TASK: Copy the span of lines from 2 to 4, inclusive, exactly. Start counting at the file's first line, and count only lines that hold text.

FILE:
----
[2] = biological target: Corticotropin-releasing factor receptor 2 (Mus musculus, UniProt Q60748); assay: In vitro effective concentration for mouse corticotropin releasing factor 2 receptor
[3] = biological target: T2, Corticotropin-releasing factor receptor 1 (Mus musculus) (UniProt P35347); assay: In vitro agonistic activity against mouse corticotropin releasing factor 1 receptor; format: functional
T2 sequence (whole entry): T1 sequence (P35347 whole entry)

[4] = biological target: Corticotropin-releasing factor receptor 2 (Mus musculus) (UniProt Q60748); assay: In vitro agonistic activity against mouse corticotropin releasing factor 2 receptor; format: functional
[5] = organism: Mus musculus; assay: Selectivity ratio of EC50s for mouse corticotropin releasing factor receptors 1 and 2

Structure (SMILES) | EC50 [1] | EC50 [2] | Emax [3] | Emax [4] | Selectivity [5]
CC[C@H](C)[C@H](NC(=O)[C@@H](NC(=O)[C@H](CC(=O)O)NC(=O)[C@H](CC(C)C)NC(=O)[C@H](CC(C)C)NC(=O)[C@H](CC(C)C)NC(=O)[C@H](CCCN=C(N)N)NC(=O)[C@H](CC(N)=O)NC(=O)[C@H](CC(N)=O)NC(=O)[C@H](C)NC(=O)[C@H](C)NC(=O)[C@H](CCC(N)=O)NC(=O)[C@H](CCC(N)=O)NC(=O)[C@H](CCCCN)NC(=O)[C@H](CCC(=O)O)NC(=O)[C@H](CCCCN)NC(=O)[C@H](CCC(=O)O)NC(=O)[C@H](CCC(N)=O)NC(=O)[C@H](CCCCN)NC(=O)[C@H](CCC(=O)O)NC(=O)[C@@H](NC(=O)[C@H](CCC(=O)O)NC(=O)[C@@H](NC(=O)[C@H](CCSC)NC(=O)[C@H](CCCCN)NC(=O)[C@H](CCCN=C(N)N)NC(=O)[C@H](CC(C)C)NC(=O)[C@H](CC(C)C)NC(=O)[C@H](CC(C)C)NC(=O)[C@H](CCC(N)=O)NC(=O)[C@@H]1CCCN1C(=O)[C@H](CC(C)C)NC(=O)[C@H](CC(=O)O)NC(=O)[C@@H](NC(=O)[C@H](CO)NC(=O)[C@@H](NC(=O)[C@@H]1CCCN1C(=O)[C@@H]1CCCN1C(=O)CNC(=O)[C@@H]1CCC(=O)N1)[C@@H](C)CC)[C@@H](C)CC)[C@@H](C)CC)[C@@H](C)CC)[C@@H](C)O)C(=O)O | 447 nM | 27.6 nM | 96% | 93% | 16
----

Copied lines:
[3] = biological target: T2, Corticotropin-releasing factor receptor 1 (Mus musculus) (UniProt P35347); assay: In vitro agonistic activity against mouse corticotropin releasing factor 1 receptor; format: functional
T2 sequence (whole entry): T1 sequence (P35347 whole entry)

[4] = biological target: Corticotropin-releasing factor receptor 2 (Mus musculus) (UniProt Q60748); assay: In vitro agonistic activity against mouse corticotropin releasing factor 2 receptor; format: functional